Tag Archive: police

Eric Garner no-indictment decision draws massive protests all over U.S. and actions in New Jersey

Tonight, in New York City, Dallas, Baltimore, Washington DC., Boston, Minneapolis, Denver, Chicago, San Francisco,  Oakland there were massive protests, and streets and bridges shut down in protest of the grand jury decisions not to indict police officers involved in the deaths of #EricGarner in Staten Island and #MikeBrown in Ferguson.

You can debate the tactic, whether street action is the most effective agent of change. I would argue that when you see tens of thousands of people have seen something so awful happen that the must step out on the streets and raise their voices, something is going on, and they are demanding attention be paid. There are a lot of young people helping to drive this, and Twitter is among the ways word is spreading. Today, in recognition of Twitter’s role, this was painted onto a wall at Twitter HQ. @CoryBooker also used Twitter to call for federal investigation into Garner’s death.

Here is some of what happened in New Jersey today in response to the Mike Brown and Eric Garner no-indictment decisions:

Ferguson – The Psychology of Riots and Poverty

The rare non-NJ-specific post. Because most of us were watching last night, and some of us may be attending gatherings today in Montclair, Cherry Hill, Newark, Princeton or elsewhere. Promoted by Rosi. 

I'm not going to sit here and Monday morning quarterback the jury's decision. I don't have all the evidence, you don't have all the evidence the grand jury saw. We just…don't…know. But I wanted to address something else.

I've seen a lot of people decrying the rioting and looting behavior. While I agree – it's reprehensible, I also like to come at this from a psychological perspective. Some people – usually conservatives come at this with an eye towards compassion for the people whose property is being damaged and the horrible behavior of the rioters. Others come at this with an additional compassion for the rioters themselves. Conservatives are far more likely though to be “for” the police and good people who are being damaged. Why? 

Trenton mural of Ferguson’s Michael Brown painted over at police request

Trenton mural- Mike Brown of Ferguson Mo.
This mural of Ferguson’s Mike Brown, was painted over at police request.


A mural of Michael Brown, who was shot dead by a white police officer in Ferguson Missouri, has been painted over in Trenton at the request of local police. Artists from the Sage Coalition painted it two weeks ago. Artist Will “Kasso” Condry said he wanted the mural to start a conversation about racial profiling. I guess it did that, given that it didn’t last a month without Trenton police convincing the Trenton Downtown Association that it sent a negative message, and should come down.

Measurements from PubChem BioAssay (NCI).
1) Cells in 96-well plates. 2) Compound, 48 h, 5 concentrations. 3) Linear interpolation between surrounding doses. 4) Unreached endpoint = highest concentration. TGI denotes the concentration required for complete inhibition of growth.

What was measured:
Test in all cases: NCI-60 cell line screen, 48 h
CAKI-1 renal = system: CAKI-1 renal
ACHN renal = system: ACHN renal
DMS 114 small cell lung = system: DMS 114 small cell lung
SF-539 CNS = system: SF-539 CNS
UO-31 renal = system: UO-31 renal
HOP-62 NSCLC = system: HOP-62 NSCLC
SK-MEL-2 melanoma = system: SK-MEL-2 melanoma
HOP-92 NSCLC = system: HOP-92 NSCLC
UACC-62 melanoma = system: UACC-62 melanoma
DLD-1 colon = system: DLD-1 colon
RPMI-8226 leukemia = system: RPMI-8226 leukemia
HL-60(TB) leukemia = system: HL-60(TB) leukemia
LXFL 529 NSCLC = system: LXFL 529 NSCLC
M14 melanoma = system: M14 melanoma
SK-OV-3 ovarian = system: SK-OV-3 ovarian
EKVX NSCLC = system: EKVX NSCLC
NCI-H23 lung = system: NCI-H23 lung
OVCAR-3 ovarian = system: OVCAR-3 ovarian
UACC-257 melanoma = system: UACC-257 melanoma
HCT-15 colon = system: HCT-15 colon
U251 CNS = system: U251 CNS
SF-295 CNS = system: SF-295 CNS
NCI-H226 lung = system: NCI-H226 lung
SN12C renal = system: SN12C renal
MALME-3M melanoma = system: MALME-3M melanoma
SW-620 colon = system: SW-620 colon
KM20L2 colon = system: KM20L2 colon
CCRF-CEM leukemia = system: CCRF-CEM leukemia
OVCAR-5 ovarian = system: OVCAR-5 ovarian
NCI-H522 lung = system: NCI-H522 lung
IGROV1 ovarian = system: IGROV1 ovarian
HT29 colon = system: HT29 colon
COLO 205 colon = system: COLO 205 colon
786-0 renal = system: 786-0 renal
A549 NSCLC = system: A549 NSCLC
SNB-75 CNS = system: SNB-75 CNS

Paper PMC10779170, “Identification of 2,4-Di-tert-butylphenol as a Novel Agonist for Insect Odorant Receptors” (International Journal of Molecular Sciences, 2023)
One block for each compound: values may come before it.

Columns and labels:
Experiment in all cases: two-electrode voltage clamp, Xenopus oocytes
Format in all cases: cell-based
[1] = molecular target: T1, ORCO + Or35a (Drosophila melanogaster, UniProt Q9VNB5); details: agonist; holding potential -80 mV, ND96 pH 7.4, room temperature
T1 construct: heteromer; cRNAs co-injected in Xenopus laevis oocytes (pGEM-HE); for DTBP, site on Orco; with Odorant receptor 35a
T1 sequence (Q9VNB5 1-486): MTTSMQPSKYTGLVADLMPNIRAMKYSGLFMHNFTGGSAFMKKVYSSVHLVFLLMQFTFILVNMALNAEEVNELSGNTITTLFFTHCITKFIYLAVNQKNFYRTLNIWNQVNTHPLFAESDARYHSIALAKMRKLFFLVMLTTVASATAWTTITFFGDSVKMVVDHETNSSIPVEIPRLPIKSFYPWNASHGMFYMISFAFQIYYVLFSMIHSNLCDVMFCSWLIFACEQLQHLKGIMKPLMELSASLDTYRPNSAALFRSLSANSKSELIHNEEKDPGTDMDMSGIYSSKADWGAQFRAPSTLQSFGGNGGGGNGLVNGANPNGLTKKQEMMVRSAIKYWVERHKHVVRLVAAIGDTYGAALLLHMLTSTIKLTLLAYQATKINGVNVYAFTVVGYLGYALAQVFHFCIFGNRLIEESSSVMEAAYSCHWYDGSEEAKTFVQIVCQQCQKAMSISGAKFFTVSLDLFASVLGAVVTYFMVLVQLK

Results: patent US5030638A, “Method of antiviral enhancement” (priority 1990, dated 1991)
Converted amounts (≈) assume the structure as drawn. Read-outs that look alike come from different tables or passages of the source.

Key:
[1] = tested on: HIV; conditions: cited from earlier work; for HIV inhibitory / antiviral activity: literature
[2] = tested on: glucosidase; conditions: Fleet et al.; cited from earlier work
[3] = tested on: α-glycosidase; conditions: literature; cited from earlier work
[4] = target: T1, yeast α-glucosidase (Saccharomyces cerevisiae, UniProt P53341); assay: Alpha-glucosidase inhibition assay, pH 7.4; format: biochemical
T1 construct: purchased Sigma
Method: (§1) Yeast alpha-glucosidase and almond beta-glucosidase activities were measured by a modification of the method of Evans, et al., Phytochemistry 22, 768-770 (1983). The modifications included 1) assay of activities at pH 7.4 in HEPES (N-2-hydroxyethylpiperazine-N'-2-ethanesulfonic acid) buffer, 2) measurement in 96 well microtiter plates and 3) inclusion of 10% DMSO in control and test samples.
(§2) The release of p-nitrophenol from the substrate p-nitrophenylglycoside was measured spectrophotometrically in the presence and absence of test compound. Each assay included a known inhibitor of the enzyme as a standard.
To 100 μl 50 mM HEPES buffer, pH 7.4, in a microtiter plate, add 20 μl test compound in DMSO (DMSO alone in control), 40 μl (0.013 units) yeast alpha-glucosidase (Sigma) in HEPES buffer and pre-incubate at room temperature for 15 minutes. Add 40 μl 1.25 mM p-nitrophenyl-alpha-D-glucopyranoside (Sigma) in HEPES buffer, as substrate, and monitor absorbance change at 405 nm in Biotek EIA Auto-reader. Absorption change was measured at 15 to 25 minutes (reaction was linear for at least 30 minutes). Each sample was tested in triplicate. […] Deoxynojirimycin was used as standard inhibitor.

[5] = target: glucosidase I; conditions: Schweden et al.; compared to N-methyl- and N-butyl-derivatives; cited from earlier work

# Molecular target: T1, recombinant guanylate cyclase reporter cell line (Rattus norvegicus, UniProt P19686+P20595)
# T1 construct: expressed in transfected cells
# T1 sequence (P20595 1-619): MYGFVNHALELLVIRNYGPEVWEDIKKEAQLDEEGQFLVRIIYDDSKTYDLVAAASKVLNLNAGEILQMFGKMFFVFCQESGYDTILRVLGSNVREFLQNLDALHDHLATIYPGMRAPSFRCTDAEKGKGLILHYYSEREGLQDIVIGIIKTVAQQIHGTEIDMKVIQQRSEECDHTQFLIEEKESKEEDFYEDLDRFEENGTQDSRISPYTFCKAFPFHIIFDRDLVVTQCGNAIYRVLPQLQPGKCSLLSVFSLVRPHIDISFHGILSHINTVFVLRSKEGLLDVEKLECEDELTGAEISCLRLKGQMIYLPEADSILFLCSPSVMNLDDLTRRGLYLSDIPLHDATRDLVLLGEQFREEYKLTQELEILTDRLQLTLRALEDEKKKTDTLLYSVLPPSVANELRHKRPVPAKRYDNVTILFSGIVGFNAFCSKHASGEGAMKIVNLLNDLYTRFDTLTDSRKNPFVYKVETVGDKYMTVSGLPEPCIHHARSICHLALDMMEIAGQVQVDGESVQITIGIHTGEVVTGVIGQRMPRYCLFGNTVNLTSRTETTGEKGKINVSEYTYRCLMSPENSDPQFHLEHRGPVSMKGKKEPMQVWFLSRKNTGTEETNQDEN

The Sage Coalition is a known quantity in Trenton, and though I’m not a city resident, and might be missing something here, I find it hard to understand why the powers that be there didn’t trust their judgement. The mural was painted on a metal gate to a vacant store; covering up an illegal liquor store ad with art that people were talking about, that meant something to people. The Sage Coalition has a history in Trenton. Block parties during which they help people make and install art over the windows of vacant buildings, creative workshops conducted by local people for local people, gallery shows, live music, even turning vacant lots into community gardens, teaching people how to grow food and “bringing Trenton’s soil back to life.”

The Coalition is a 501(c)(3) non-profit, and one of its projects is a gallery owned by the Trenton Downtown Association – which made the ultimate decision to paint over the mural – but run by SAGE. So, I hope that this decision doesn’t damage that relationship.

A video of the mural being painted over like graffiti is below the fold. It was posted by artist Byron Marshall, who goes by Black Collar Biz. He told Trenton Times reporter Jenna Pizzi that the mural wasn’t about “us against you.” In the video, you can hear a man telling the graffiti blaster team he knows they’re just doing their job for their pay, but [the mural] aint causing any trouble. “Mike Brown. You can’t talk about that in Trenton.”

Keith Eric Benson: Pride in Being a Skeptic

What you’ll read below was originally a comment by Keith Eric Benson at Steve Danley’s Local Knowledge Blog, replying to a comment he found odious in a Courier Post editorial. Hat tip to Steve for throwing light on Keith’s words, and to Camden NAACP, which sent the link to their list. Keith is a Camden resident, teacher at Camden High, frequent contributor to Steve’s blog, and a doctoral candidate in the Education, Culture and Society program at Rutgers Graduate School of Education. He is also an activist on behalf of his students. Promoted by Rosi.

The last comment [in this Courier Post editorial -ed] directed at “skeptics” to “shut up and get out of the way”, in my eyes, was so out of line. I think the labeling of people who have legitimate concerns and issues with this contemporary neoliberal directed Camden, and where its headed, as “skeptics” is demeaning and dismissive.

After all, people who being referred to as “skeptics” are the people who live here, and fundamentally are simply asking for the same civic rights and democratic respect that are afforded those in neighboring municipalities.